The Vilceks came out regularly to the American Southwest and it is not surprising that Southwestern subject matter and landscape would attract them.  But of course, both of them having grown up in Czechoslovakia, they have interests in older art as well, and this has had an equal influence on their eye.  One of the paintings in their collection, which I found fascinating, is Marsden Hartley’s (1877-1943), “Mont Saint-Victoire” circa 1927.  Here you have a reminiscence of Paul Cezanne’s (1839-1906) beloved and oft painted “Mont Saint-Victoire” imbued with Southwest colors.  A similar case in the next generation is a favorite subject of Georgia O’Keeffe’s (1887-1906), Pendernal Mountain and the red hills at Ghost Ranch.

There are the Southwest still life subjects too, for instance the Marsden Hartley’s picture of Indian Pottery circa 1912 or the Mexican ceramic figure painted by Max Weber (1881-1961) It is titled Mexican Statuette but it is actually a ceramic figure from Cochiti Pueblo.  Georgia O’Keeffe would have seen many katsina dolls.  Though there is no evidence that she formally collected them, she did, however paint them, if rarely.

A piece of sculpture that owes a lot to the artists of France in the early part of the 20th century is Max Weber’s Figure in Rotation modeled in 1917 (this edition dates circa 1948).  I particularly relate to the John Storrs (1885-1956) sculpture “Study in Pure Form” that is similar to one in the Metropolitan Museum. Storrs evokes the skyscrapers of Manhattan which until recently was home to me.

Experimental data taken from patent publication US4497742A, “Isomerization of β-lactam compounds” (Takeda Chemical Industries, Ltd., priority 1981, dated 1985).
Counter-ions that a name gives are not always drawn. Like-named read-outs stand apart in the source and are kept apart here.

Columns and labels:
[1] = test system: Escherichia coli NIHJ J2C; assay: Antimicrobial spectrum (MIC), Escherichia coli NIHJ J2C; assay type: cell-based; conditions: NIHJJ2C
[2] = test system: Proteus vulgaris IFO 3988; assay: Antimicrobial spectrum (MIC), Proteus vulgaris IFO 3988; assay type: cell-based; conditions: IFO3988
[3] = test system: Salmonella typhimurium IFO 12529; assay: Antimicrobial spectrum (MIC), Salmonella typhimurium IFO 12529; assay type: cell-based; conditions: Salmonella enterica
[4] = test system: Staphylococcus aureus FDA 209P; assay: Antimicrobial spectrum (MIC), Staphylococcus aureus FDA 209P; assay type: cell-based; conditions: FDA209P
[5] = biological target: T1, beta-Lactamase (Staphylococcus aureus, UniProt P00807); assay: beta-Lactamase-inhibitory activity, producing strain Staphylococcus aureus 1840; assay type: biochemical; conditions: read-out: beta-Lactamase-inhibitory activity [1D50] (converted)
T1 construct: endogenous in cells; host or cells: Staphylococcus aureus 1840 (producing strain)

Lastly, we must not forget that the Vilceks live in New York City so the painting by George Copeland Ault (1891-1948) “View from Brooklyn” 1927 which looks at the famous city skyline must have special meaning to them as well. I love how Ault captures the two boroughs so well in a single relatively small painting.

Only about a third of their collection (60 works of art) is in the show so all I have said is based on a sampling.  The exhibition will be up at the O’Keeffe until January 10, 2016 and I have hardly broken the surface of all that could be said about it.  I hope to go back and revisit it soon both in person and here in print.

All paintings mentioned are from the Jan T. and Marica Vilcek Collection and are promised gifts to the The Vilcek Foundation.  I want to thank the Georgia O’Keeffe Museum for supplying the images.

Sunday, October 11, 2015

Life of a Blogger

I have put this blog off for a few years now but as “Missives from the Art World” completes its sixth year of publication, it seems as good a time as any!  The thought first came to me waiting for a train in Heidelberg, Germany, a beautiful university town, which was one of the places that my father studied.  I made a few short notes then but decided that two years was too short a time for that blog to be written.

It all started because my associate, Vince Hickman, said to me that people enjoyed my stories, so it was a way of staying in touch even if the gallery no longer existed and I was, already in transition to Santa Fe.

My wife also writes, but she is a scholar who finds a subject and delves deeply into it.  She will often work with original documents for which she must go to the library.  She can spend months on a single article while I am knocking these pieces out on a weekly basis, so they are naturally not as thorough.  But then we are not trying to achieve the same goals.  Penelope is trying to teach while I am looking merely to entertain and hopefully make my reader think or even gain a new world-view.